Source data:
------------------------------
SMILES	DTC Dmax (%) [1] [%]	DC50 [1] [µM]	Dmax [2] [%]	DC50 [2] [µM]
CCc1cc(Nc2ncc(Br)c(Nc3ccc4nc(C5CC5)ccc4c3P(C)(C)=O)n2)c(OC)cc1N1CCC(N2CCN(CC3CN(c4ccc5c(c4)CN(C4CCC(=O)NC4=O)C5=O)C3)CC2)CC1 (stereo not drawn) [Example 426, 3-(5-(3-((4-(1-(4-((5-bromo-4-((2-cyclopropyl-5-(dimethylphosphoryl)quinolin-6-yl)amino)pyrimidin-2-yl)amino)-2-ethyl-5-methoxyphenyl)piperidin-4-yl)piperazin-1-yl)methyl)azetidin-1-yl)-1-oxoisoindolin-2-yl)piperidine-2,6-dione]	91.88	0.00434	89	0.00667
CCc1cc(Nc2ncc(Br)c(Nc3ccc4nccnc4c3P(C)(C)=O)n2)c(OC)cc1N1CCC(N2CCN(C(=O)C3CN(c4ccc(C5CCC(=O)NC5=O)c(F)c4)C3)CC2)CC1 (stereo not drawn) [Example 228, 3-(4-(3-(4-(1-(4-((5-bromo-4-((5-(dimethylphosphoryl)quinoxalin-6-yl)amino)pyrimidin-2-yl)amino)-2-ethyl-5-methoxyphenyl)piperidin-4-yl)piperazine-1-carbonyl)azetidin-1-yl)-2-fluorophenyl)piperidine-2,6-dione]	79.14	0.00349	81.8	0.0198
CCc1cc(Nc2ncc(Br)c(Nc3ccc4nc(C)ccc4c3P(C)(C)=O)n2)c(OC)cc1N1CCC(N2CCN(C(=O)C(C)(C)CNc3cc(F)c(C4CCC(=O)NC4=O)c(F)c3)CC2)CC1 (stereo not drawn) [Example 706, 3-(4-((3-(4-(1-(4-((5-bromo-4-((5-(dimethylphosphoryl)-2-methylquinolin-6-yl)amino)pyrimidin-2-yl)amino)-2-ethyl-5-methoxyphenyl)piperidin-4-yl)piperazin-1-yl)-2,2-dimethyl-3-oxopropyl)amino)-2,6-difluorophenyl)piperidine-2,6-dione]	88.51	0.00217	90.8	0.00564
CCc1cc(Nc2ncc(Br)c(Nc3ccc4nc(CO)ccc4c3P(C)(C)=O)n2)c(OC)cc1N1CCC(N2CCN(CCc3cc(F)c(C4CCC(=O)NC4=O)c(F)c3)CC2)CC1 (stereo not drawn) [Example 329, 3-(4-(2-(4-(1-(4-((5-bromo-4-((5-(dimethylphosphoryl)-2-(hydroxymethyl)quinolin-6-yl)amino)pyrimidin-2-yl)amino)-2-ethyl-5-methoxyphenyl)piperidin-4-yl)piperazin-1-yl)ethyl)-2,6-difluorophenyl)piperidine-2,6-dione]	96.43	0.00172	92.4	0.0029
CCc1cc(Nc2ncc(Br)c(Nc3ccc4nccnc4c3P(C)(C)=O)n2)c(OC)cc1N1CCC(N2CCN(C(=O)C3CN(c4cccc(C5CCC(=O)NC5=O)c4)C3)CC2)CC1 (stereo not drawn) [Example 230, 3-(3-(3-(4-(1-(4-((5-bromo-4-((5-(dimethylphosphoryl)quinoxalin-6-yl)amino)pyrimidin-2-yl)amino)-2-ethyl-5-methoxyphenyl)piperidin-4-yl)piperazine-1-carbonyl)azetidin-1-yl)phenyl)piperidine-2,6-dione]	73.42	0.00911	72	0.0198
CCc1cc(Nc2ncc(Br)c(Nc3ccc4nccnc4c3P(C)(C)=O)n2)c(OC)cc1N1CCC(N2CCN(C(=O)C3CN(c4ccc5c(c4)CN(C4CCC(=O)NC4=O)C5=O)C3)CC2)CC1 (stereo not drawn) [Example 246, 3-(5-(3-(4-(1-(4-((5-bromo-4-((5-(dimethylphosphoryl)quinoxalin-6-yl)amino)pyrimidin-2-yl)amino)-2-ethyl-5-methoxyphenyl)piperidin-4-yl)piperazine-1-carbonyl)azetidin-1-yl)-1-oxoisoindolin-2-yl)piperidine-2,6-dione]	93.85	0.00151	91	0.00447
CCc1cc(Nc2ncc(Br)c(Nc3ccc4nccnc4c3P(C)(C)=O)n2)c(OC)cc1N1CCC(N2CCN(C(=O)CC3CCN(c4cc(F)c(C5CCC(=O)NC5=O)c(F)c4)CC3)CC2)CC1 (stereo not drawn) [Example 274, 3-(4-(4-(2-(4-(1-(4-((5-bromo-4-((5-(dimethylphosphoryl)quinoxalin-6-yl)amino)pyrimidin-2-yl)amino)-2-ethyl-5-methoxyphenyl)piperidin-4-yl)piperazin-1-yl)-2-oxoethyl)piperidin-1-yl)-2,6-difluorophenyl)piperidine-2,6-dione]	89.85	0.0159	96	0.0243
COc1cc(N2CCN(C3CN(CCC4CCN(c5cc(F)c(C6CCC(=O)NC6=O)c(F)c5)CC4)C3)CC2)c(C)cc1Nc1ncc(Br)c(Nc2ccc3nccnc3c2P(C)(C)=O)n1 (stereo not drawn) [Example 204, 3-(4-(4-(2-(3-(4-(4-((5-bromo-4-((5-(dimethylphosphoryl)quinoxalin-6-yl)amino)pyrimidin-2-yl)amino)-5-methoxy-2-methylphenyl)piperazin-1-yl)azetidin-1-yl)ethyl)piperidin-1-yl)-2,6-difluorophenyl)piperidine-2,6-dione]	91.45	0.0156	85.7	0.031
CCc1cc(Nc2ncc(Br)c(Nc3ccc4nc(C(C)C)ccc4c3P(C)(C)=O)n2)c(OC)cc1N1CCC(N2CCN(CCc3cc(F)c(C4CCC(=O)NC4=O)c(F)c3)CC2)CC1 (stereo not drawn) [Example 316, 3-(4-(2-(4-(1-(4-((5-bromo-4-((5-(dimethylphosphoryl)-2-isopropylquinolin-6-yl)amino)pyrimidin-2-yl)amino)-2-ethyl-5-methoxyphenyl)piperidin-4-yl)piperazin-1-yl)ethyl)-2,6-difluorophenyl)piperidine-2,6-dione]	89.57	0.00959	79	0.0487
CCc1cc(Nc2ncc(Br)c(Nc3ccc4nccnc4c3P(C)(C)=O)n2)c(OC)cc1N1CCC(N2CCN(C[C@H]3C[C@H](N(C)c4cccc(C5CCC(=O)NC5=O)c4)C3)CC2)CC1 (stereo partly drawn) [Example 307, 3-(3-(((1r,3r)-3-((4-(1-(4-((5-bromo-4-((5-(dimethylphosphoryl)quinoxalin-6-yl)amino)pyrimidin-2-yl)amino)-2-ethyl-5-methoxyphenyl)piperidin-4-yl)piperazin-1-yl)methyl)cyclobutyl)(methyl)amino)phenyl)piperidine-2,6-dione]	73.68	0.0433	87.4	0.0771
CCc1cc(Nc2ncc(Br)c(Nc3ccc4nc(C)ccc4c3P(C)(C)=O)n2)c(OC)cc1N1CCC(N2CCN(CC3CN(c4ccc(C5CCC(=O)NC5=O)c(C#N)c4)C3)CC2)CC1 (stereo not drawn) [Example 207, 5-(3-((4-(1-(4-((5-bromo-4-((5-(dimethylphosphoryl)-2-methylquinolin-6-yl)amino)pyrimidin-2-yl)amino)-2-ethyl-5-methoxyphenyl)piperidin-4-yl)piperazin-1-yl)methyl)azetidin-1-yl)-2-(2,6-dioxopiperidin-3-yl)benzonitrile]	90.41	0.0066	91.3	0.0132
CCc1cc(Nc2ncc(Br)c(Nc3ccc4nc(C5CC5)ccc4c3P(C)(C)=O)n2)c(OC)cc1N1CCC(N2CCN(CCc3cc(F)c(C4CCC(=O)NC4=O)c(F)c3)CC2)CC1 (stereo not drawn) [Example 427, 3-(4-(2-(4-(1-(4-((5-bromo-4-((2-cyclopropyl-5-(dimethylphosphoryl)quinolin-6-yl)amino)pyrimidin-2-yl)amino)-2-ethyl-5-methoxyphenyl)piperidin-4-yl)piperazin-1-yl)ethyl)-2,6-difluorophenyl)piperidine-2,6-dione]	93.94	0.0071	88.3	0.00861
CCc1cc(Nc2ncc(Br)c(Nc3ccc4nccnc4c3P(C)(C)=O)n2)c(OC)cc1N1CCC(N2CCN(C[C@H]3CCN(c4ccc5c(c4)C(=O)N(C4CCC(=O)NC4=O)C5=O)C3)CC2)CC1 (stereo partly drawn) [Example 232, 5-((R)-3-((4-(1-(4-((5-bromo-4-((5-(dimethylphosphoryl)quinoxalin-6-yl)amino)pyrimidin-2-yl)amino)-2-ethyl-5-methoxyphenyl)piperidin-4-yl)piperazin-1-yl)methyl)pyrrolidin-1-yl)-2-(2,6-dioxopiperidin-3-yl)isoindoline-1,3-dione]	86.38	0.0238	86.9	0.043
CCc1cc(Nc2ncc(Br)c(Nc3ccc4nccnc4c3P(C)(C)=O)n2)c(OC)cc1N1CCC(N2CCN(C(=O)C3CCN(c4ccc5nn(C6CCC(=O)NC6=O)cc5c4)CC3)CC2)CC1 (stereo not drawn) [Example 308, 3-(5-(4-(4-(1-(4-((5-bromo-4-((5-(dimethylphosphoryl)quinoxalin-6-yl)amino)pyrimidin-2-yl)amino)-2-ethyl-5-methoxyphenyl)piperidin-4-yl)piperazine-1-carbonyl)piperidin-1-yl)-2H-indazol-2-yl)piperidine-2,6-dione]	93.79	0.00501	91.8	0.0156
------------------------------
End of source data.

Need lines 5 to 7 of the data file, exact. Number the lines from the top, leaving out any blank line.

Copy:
CCc1cc(Nc2ncc(Br)c(Nc3ccc4nc(CO)ccc4c3P(C)(C)=O)n2)c(OC)cc1N1CCC(N2CCN(CCc3cc(F)c(C4CCC(=O)NC4=O)c(F)c3)CC2)CC1 (stereo not drawn) [Example 329, 3-(4-(2-(4-(1-(4-((5-bromo-4-((5-(dimethylphosphoryl)-2-(hydroxymethyl)quinolin-6-yl)amino)pyrimidin-2-yl)amino)-2-ethyl-5-methoxyphenyl)piperidin-4-yl)piperazin-1-yl)ethyl)-2,6-difluorophenyl)piperidine-2,6-dione]	96.43	0.00172	92.4	0.0029
CCc1cc(Nc2ncc(Br)c(Nc3ccc4nccnc4c3P(C)(C)=O)n2)c(OC)cc1N1CCC(N2CCN(C(=O)C3CN(c4cccc(C5CCC(=O)NC5=O)c4)C3)CC2)CC1 (stereo not drawn) [Example 230, 3-(3-(3-(4-(1-(4-((5-bromo-4-((5-(dimethylphosphoryl)quinoxalin-6-yl)amino)pyrimidin-2-yl)amino)-2-ethyl-5-methoxyphenyl)piperidin-4-yl)piperazine-1-carbonyl)azetidin-1-yl)phenyl)piperidine-2,6-dione]	73.42	0.00911	72	0.0198
CCc1cc(Nc2ncc(Br)c(Nc3ccc4nccnc4c3P(C)(C)=O)n2)c(OC)cc1N1CCC(N2CCN(C(=O)C3CN(c4ccc5c(c4)CN(C4CCC(=O)NC4=O)C5=O)C3)CC2)CC1 (stereo not drawn) [Example 246, 3-(5-(3-(4-(1-(4-((5-bromo-4-((5-(dimethylphosphoryl)quinoxalin-6-yl)amino)pyrimidin-2-yl)amino)-2-ethyl-5-methoxyphenyl)piperidin-4-yl)piperazine-1-carbonyl)azetidin-1-yl)-1-oxoisoindolin-2-yl)piperidine-2,6-dione]	93.85	0.00151	91	0.00447